Postscript:

Have you ever been the victim of counterfeit components, or do you know of anyone who has? Send me your story – anonymously if you wish – to brett@technews.co.za

Brett van den Bosch

Editor


Credit(s)
Supplied By: Technews Publishing
Tel: +27 11 543 5800
Fax: +27 11 787 8052
Email: malckey@technews.co.za
www: www.technews.co.za
  Follow us on Facebook Share via Twitter Share via LinkedIn    

Further reading:

  • Electronics news digest
    31 January 2018, News
    South Africa • Reunert delivered strong results for fiscal 2017, with revenue of R9,77 billion representing a 15% year-on-year increase and profit increasing by 19% to R1,14 billion. Headline earnings ...
  • Don’t be fooled by substandard, cheap antennas
    31 January 2018, Poynting Antennas, This Week's Editor's Pick, News, Telecoms, Datacoms, Wireless
    Poynting has issued a public service announcement warning that it is seeing a large number of sub-standard antennas being sold to the public.
  • From the editor's desk: IoT protocols battle it out
    31 January 2018, Technews Publishing, News
    As the number of Internet of Things (IoT) applications grows, so too does the number of protocols supporting this proliferation. While each protocol has its own strengths and weaknesses, the resulting ...
  • Bird Technologies and Comtest launch new product in SA
    31 January 2018, Comtest, News
    Comtest Solutions recently hosted Bird Technologies’ sales manager, Mike Gathergood, at its Gauteng offices, as part of an extensive tour across the EMEA region he services, with a two-pronged objective. ...
  • SKA confirms synchronisation system designs
    31 January 2018, News
    One of the most critical and challenging design aspects of the Square Kilometre Array (SKA) radio telescope project, namely time synchronisation, came a step closer to resolution recently when the board ...
  • Monash offering engineering degrees
    31 January 2018, News
    Monash South Africa (MSA) has announced its academic offering for 2018 will be expanding, by offering engineering degrees within its expanded Faculty of Business, Engineering and Technology. The first ...
  • NWU speech research group joins engineering faculty
    31 January 2018, News
    The Multilingual Speech Technology research group (MuST) within the North-West University is joining forces with the NWU Faculty of Engineering in 2018. This research group focuses its efforts on the ...
  • Company profile: Connector Technology
    31 January 2018, Connector Technology, News
    Stretching back to 1992, Connector Technology has been providing customised connector, cabling and harnessing solutions for the South African electronics manufacturing industry. Today the company has ...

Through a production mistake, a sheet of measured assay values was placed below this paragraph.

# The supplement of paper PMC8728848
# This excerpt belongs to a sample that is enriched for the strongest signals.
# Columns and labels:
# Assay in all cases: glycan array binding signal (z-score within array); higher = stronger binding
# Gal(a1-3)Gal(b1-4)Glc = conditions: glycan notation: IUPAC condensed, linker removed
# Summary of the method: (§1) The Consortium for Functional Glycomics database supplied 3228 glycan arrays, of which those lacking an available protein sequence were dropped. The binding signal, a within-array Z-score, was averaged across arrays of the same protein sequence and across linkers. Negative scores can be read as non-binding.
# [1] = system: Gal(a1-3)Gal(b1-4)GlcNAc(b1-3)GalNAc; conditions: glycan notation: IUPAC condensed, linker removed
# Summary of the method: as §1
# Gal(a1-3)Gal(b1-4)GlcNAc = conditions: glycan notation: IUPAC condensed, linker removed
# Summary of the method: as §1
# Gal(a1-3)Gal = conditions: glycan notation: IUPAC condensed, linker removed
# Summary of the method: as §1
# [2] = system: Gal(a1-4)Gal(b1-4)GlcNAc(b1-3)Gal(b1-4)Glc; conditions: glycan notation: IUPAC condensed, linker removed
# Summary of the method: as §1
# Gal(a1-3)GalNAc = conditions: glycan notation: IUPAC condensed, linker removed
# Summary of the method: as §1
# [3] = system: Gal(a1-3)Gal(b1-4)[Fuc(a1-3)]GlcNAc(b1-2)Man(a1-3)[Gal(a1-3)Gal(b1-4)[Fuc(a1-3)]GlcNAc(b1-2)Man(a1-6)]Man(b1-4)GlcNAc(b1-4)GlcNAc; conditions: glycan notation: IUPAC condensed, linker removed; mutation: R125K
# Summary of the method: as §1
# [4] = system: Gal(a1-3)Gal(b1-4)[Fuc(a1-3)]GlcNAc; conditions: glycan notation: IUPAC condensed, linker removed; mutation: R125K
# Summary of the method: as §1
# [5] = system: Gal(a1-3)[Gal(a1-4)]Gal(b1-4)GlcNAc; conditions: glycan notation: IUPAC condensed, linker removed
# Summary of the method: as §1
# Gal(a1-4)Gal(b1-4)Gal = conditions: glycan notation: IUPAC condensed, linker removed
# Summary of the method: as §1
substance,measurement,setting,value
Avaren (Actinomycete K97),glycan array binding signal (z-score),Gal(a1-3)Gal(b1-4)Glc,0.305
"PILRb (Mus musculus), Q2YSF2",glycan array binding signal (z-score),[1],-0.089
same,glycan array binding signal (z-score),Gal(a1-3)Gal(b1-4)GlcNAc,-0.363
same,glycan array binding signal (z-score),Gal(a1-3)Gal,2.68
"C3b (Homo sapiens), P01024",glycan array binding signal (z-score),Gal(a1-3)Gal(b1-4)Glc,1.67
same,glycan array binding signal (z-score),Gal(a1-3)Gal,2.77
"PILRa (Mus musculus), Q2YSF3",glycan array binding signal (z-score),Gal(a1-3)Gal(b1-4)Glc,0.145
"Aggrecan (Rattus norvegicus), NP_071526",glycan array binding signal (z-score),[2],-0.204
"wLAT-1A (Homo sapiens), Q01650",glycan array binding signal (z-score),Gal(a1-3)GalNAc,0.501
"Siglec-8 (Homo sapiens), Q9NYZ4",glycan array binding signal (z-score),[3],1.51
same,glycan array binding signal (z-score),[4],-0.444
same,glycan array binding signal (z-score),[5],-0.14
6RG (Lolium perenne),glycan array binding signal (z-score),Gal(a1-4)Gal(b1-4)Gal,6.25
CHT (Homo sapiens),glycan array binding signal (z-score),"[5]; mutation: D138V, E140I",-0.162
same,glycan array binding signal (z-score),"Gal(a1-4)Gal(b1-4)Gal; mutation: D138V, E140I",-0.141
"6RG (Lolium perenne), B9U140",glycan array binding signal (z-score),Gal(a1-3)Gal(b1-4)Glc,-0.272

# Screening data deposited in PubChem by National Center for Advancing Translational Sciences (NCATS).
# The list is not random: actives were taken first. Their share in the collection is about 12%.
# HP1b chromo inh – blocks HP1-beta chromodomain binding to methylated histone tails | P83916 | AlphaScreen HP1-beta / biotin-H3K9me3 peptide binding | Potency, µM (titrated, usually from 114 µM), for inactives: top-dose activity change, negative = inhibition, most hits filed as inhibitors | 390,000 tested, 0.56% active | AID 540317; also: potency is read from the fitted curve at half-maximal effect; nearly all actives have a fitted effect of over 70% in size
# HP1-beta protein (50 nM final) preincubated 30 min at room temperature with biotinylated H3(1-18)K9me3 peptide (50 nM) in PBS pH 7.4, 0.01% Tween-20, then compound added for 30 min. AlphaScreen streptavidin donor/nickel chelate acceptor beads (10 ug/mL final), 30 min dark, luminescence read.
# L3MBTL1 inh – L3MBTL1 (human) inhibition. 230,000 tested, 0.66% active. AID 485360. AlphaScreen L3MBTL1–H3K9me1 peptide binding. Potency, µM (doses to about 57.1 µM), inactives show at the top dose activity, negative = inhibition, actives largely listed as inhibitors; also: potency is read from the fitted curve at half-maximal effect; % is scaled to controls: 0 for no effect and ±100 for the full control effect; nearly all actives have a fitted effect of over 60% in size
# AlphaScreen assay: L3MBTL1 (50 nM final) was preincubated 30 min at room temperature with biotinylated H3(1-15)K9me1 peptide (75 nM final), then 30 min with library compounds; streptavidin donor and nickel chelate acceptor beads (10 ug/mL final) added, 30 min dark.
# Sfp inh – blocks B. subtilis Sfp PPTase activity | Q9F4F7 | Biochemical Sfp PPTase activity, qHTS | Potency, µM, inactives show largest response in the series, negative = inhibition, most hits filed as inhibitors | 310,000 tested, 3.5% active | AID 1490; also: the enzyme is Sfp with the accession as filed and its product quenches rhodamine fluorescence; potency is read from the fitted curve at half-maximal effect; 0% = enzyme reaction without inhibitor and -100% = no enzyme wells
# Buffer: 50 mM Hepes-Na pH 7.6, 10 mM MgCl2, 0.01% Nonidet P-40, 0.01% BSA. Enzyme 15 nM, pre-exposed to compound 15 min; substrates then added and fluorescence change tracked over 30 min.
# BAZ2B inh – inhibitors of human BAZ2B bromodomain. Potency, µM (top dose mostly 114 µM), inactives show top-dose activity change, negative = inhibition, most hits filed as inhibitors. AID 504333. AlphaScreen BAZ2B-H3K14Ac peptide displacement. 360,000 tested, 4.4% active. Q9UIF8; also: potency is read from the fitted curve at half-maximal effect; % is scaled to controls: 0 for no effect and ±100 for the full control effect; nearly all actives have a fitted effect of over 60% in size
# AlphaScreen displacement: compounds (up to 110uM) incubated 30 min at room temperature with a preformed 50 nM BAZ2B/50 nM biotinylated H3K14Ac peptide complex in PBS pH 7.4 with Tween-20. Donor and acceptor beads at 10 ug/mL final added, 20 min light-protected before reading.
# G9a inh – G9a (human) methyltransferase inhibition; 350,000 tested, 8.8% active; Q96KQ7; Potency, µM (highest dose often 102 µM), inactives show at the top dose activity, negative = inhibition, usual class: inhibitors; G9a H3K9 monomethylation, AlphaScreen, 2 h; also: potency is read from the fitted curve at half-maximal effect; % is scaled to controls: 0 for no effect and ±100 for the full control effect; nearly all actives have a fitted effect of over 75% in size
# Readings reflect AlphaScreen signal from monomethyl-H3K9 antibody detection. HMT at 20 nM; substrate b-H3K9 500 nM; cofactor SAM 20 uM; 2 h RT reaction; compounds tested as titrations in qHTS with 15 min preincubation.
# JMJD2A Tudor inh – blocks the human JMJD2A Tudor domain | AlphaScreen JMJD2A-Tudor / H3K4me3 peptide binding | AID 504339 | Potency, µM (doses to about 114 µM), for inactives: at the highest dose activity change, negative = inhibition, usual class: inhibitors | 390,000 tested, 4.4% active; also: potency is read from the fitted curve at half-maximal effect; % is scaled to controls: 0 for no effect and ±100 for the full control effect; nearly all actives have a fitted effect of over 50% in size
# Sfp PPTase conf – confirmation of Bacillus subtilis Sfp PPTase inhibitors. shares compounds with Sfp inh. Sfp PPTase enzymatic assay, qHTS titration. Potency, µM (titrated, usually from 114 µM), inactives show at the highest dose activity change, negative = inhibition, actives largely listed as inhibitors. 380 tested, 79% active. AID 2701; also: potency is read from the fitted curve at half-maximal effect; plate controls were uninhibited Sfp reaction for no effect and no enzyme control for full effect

• From the editor's desk: Innovation + education + incubation = a winning formula?
    EMP 2018 Electronics Manufacturing & Production Handbook, Technews Publishing, News
    There’s never been a better time for someone with an innovative idea to see it realised with a working design, but successfully launching a product in a crowded market has arguably never been harder. ...
  • High-speed design expert completes SA seminar
    15 November 2017, EDA Technologies, News
    Internationally renowned expert Lee Ritchey returned to South Africa in October to present a course on high-speed printed circuit board (PCB) design. This follows a similar visit in March last year, ...
  • Electronics news digest
    15 November 2017, News
    South Africa • The Independent Communications Authority of South Africa (ICASA) hosted the inaugural Fifth Generation (5G) forum meeting from 1-2 November 2017 in Sandton. It stressed to the public that ...
  • Eskom Expo rewards young scientists
    15 November 2017, News
    The Eskom Expo for Young Scientists International Science Fair (ISF) 2017 recognised some of the exceptional projects on display at an awards ceremony held at the Birchwood Hotel and Conference Centre in Johannesburg.

 
 
         
Contact:
Technews Publishing (Pty) Ltd
1st Floor, Stabilitas House
265 Kent Ave, Randburg, 2194
South Africa
Publications by Technews
Dataweek Electronics & Communications Technology
Electronic Buyers Guide (EBG)

Hi-Tech Security Solutions
Hi-Tech Security Business Directory

Motion Control in Southern Africa
Motion Control Buyers’ Guide (MCBG)

South African Instrumentation & Control
South African Instrumentation & Control Buyers’ Guide (IBG)
Other
Terms & conditions of use, including privacy policy
PAIA Manual





 

         
    Classic | Mobile

Copyright © Technews Publishing (Pty) Ltd. All rights reserved.